I think you may be the only candidate in this race to be advocating a PLA on each contract.

I haven’t heard anybody else talk about it.

Just so I’m clear, a PLA would require that the work be done union but it also opens up union hiring halls to satisfy goals for women and minority hiring. Is that how you understand it as well?


If you could get three ordinances passed at City Council, what would they be?

I’d have to take a closer look to see, because there’s so much out there that I don’t know. I don’t want to, when I first start looking at things, say something that there may be other priorities.

But here are some issues I’m really concerned about as it relates to the city.

I think we need to process our permitting and streamline that process. You know, at this point it takes anywhere from four to six years to build out a new project from predevelopment to design, design overlay. I’d like to be able to process these applications a lot quicker. We need to put more people in those departments. Because it’s my understanding that infrastructure is our book of business at the City. And if that’s our book of business, we need to make sure it’s more efficient. So that would be one thing.

The other piece is, in terms of parks, that is probably one of our most precious assets that everybody can enjoy. I’d like to see where we put additional accessible playground equipment in all of our parks. Because it’s a very simple thing, but it’s not simple, because if it was simple it would be done. Because people who have kids with disabilities, they want to be able to take their kids to a local park and enjoy the same thing that everybody else can. But if they’re being prohibited because we don’t offer that kind of equipment on our parks, I think that’s something we should really look into. And I know that’s not a big ticket thing, but it’s really important.

And the other piece is transportation. We need to figure out how to increase public transportation for everybody, particularly past 82nd. I live in the Wilkes district, which is right next to Parkrose, and widening the sidewalks, those kinds of things, those are the kind of equity things that I’ll be looking to do to be supportive of.

Back to the streamlining permits idea: do you have any idea why it’s taking that long and how you’d go about changing that?

Well, I have to get in there and see where the actual bottleneck is.

And the third thing is: I have an idea about how to create more affordable housing, and that’s through the Multi program. Today the Multi program is only being used for new development. One of the first ordinances I’d like to pass is an ordinance where we use property tax incentives to existing multiplexes, giving them that same incentive through the tax abatement. Because we could actually change the landscape of the amount of affordable housing we have, immediately. So that would take a vote and ordinance change. That would take a vote from Multnomah County AND the City of Portland because you’d have to get the tax abatement like you do now with the regular Multi program from the county, and then you’d have to pass it through the City. So I think we have a real opportunity. And it’s not going to be one single thing that’s going to change housing affordability. But I think my multi program, that hits the ground running immediately.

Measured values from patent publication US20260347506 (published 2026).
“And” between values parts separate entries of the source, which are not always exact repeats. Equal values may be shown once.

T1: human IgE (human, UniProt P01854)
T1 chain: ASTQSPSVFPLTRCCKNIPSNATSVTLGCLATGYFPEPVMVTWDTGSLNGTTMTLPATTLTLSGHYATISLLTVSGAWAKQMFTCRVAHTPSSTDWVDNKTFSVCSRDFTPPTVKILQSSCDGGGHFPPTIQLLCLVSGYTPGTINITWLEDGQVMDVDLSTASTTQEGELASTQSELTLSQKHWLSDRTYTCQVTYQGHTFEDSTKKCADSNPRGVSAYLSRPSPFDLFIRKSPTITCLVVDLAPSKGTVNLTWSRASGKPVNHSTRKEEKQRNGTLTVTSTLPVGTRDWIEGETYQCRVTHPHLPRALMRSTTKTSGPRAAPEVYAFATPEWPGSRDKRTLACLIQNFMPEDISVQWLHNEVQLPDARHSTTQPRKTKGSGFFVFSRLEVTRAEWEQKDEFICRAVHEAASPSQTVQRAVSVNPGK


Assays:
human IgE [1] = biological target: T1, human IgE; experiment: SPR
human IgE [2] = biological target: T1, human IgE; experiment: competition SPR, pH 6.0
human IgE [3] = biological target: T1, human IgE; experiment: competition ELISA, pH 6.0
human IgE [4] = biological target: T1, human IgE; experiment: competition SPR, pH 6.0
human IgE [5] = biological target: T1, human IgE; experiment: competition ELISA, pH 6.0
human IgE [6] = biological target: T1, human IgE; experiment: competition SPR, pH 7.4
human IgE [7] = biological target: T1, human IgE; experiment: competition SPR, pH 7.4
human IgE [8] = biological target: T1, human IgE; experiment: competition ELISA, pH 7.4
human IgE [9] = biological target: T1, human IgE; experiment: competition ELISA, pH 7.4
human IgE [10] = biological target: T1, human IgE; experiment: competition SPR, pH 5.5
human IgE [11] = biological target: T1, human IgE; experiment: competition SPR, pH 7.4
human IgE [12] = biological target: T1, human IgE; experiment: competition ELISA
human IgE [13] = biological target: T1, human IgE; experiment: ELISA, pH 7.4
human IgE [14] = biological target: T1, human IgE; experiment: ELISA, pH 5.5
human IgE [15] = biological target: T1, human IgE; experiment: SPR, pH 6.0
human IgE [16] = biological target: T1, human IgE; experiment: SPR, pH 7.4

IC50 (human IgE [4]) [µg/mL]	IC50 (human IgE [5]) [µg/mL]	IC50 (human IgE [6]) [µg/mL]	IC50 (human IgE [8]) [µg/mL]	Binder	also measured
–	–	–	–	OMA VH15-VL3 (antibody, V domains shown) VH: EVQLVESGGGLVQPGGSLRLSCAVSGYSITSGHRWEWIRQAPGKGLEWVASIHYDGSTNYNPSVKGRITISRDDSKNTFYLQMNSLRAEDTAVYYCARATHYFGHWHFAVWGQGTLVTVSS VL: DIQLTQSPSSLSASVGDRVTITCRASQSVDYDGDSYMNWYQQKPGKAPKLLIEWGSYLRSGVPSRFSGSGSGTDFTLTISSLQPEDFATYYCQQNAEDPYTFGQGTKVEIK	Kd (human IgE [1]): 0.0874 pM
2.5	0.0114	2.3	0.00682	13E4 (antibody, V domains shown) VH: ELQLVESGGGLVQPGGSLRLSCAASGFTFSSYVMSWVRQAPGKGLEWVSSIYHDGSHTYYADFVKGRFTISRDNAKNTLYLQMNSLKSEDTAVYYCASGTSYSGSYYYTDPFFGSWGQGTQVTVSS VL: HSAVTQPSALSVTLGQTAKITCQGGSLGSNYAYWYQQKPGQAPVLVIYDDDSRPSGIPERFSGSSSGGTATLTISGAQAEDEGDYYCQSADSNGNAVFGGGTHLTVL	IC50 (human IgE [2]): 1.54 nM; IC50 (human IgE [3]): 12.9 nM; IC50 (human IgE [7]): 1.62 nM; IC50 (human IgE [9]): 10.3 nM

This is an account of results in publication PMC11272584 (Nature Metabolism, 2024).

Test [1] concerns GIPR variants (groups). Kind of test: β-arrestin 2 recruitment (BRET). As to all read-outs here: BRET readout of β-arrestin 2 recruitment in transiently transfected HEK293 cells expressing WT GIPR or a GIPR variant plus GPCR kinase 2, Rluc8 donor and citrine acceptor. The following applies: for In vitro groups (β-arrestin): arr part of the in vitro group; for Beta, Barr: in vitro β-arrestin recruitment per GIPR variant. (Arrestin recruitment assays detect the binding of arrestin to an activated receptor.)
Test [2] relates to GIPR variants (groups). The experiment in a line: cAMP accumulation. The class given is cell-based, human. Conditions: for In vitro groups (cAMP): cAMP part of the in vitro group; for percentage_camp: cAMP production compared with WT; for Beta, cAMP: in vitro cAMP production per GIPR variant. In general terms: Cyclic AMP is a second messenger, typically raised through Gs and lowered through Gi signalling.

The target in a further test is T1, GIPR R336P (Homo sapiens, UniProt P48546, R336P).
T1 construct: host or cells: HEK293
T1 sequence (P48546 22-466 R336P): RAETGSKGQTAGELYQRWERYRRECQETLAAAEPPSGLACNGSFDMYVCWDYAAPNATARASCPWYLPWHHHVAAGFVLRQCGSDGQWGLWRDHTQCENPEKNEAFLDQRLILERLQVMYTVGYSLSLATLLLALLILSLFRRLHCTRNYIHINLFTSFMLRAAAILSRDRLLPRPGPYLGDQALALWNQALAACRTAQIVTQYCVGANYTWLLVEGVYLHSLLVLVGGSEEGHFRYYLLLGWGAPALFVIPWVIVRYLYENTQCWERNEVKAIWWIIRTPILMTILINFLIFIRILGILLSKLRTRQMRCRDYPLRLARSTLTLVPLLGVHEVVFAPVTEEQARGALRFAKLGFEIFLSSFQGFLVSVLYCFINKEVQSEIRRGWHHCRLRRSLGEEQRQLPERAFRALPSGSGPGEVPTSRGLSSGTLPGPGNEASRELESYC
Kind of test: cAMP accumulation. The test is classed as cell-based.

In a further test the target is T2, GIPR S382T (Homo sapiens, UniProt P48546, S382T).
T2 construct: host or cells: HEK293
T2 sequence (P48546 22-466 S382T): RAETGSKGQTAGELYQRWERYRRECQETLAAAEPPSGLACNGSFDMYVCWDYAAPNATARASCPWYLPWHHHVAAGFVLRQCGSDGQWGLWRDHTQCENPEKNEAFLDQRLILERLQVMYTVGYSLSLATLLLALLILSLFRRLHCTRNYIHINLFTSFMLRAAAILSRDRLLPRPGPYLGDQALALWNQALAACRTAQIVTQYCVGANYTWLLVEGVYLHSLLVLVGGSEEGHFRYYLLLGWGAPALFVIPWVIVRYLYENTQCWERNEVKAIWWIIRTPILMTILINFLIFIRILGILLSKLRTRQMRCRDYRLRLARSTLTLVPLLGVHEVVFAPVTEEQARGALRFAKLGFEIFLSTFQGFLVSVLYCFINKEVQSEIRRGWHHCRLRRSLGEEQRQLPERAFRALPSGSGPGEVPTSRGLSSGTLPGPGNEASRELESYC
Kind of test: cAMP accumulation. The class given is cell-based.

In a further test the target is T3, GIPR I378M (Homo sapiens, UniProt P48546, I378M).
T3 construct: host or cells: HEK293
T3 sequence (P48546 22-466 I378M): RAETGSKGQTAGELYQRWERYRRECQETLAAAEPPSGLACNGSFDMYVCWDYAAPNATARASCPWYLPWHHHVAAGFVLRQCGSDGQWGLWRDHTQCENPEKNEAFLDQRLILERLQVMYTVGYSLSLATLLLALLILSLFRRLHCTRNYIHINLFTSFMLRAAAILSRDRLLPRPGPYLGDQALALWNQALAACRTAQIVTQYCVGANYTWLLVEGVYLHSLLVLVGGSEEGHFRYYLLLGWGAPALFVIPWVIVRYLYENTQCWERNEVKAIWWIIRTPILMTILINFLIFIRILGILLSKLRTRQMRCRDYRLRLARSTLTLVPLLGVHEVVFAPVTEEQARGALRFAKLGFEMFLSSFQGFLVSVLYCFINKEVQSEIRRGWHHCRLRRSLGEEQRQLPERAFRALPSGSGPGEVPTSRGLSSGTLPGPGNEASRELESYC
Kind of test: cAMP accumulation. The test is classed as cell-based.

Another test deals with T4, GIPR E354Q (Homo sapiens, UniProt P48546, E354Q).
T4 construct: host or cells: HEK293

I’m not familiar with the Multi program. That’s an existing program?

Yes, it’s the multifamily tax abatement plan for new development. So they can offset the cost of their project and they get the tax abatement for 20 years. It’s only for new development. My idea is to extend it to existing multiplexes so we get some of those folks to offer affordable housing, and in return they’ll get their taxes abated like the new developments do. That way owners aren’t losing any money.

What did you think of the renter relocation ordinance [Passed last year, it requires landlords — if they raise the rent 10 percent or more in a year — to pay tenants’ moving expenses equivalent to three months rent.] Would you have voted for that?

You know, that’s a very tricky thing, because I think it has been helpful to a lot of folks who wouldn’t ordinarily have an opportunity to get added resources to go and get a new place. But I think it’s causing landlords to not rent to people. So that’s a problem. I think it is really designed to make sure the rents aren’t rising double digits every year, because it’s not sustainable. I like the idea that we’re trying to protect our most vulnerable through this policy. So we’ll see. The jury is still out on how that’s going to go. People can still raise their rents up to 9 percent, and I don’t know if that actually goes far enough.